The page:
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Luxor pyramids
Luxor pyramids
The Valley of the Kings

Luxor and the Valley of the Kings

Thursday, November 6, 2003
Sorrel explores the ancient land of the pharaohs in all its complexity and enchantment.

At Luxor, the grandeur of ancient Thebes sits alongside the modern town and its inhabitants. The sheer size and number of beautifully-preserved monuments have made Luxor Egypt's greatest attraction after the Pyramids. Eight of what are considered the 12 highlights of pharaonic Egypt are to be found in the small town.

From the Temples of Karnak and Luxor on the east bank to the temples of Deir al-Bahri and Medinat Habu, the Colossi of Memnon and Valley of the Kings on the west bank, there is an abundance of riches in this amazing place, often described as the world's largest open-air museum.

Everything was built on a massive scale and at the Temple of Karnak things went into overload for 1500 years. There was always work in progress as one pharaoh after another attempted to leave his mark on what was then the most important place of worship in all Egypt.

Luxor, or Thebes as it was known, was Egypt's capital and was where high priests and kings would congregate to worship their top deity, the god Amun.

The hypostyle hall is the largest of its kind in the world. The scale of it is breathtaking. There are 134 columns, each covered in inscriptions revealing a moment in history 3000-4000 years ago.

The columns represent the important papyrus flower. They were commissioned by King Seti I and completed by Egypt's most famous ruler, Ramses II.

Most of the temple was buried in sand for nearly 1000 years and its importance, like most of Egypt's ancient sites, was only revealed to the world during the 19th century.

Having so many desirable objects can have its drawbacks. It's usually very crowded and the hawkers and touts are extremely pushy, described as the most annoying in Egypt.

There are plenty of attractions and distractions for independent travellers in Luxor's backstreets: crumbling houses, muddy streets, bazaars, piles of spices and confusing alleyways. You could even see dancing horses, which perform at religious festivals.

Most of Luxor's hotels are on the east bank, but we found Al Moudira on the west bank. Owned by Zeina Aboukheir, the enchanting set of buildings is a welcoming blend of Moroccan, Syrian, Italian and Lebanese influence. She intended to make it a comfortable and welcoming place — and has succeeded. There are 54 rooms, each individually themed and decorated. It's no surprise that the most popular is the Cleopatra suite.

Not far from Al Moudira is the Valley of the Kings. Pharaohs were obsessed with death and began preparing for it when very young. Pyramids were built for the purpose of burial, but by 1500 BC they were arranging for afterlife in the form of tombs. There are 62 in the Valley, 12 open to the public.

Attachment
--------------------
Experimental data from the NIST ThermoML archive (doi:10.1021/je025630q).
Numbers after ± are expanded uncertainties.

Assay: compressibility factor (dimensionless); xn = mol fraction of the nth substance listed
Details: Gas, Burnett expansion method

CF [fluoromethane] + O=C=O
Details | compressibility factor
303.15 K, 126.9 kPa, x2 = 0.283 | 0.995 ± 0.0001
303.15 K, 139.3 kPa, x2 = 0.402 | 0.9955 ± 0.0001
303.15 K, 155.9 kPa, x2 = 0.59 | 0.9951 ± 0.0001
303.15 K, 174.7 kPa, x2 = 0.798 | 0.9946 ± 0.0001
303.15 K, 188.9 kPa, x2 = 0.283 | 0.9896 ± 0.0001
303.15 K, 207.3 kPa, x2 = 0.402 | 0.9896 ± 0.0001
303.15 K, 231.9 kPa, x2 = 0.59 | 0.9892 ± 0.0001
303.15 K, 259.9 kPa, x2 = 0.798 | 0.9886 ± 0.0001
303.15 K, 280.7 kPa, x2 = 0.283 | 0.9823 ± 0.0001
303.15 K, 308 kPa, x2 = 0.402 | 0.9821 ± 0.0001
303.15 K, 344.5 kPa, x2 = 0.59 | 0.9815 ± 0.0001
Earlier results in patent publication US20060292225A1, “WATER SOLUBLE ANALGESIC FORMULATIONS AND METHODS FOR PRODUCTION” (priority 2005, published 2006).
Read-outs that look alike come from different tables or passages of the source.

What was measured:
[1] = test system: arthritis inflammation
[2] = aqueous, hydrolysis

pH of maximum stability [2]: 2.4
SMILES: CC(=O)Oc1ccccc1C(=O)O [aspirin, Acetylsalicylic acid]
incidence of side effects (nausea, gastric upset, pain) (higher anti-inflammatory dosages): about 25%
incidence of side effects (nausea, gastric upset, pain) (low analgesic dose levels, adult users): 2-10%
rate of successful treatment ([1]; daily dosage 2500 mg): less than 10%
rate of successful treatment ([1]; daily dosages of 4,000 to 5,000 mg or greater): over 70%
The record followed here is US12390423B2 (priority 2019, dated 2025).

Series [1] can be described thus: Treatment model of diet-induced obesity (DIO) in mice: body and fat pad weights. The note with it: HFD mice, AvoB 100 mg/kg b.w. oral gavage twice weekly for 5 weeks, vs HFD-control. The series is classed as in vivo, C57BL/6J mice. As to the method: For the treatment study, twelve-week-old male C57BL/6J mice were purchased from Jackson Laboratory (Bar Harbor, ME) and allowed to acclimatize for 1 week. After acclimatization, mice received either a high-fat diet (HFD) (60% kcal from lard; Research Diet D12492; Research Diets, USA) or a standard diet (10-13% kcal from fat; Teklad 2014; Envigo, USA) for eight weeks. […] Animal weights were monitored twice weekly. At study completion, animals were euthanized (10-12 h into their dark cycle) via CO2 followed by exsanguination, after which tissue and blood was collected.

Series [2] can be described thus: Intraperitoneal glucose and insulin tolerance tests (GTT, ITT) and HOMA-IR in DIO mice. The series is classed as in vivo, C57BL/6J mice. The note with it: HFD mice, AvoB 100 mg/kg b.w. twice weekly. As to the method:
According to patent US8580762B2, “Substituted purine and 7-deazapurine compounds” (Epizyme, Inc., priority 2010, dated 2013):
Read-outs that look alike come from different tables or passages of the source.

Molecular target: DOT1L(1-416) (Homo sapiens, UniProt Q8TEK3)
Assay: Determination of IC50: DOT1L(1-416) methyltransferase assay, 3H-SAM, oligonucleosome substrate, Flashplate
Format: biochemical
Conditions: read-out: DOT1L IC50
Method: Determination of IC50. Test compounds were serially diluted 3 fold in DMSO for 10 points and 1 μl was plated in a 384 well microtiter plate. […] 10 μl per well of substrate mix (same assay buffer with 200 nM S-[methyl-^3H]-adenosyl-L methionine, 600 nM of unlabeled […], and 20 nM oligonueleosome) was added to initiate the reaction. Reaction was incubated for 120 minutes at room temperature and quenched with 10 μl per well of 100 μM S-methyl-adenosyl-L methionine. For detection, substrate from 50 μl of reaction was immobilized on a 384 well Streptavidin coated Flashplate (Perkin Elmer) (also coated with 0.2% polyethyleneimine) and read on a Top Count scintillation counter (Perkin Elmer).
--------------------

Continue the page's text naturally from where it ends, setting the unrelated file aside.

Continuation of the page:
In 1922, British archaeologist Howard Carter uncovered the extraordinary, treasure-filled tomb of Tutankhamun. Visitors have to be content with looking at the intricate walled messages and pictures representing the 12 hours of the night or 12 hours of the afterlife. They depict the pharaoh's journey towards his final judgement.

The walls of Ramses III's tomb are meticulously decorated by what was known as the Book of the Dead, a step-by-step reminder for their adored king on his journey. Life as it was becomes almost a reality in the vast tombs.

Further along the road is the Valley of the Queens. They aren't quite as grand as their male counterparts' tombs, but have impressive artwork and fewer visitors at the five which are open to public viewing.

Tomb of Nefertari is hailed as the finest tomb in the Theban necropolis, possibly in all Egypt. She was the favourite of Ramses II's five wives and he was known for his colossal monuments of self-celebration. The tomb he created for Nefertari was a shrine to her beauty. Every centimetre of the walls of the three chambers and connecting corridors is adorned with colourful scenes of the queen in the company of gods and text from the Book of the Dead nearby.

Nefertari was known as "the most beautiful of them" and is depicted wearing a divinely transparent white gown and golden headdress, with two long feathers extending from the back of a vulture. The ceiling is festooned with golden stars.


One hour south of Cairo, the capital of Egypt.


MISR Travel/Allsun Holidays has 10-night Discover the Jewels of the Nile packages starting at $3350 per person for three-star hotel accommodation and $4300 for five-star hotel accommodation. The price includes return economy airfares, accommodation, tours and transfers, with departures from Sydney, Melbourne, Brisbane, Adelaide and Perth. They depart every month until April, 2004.
Please note prices are valid at time of filming.

More information

MISR Travel/Allsun Holidays
3/37-49 Pitt Street, Sydney 2000
Ph: (02) 9241 3211, Fax: (02) 9241 3313
Toll Free: 1800 227 472

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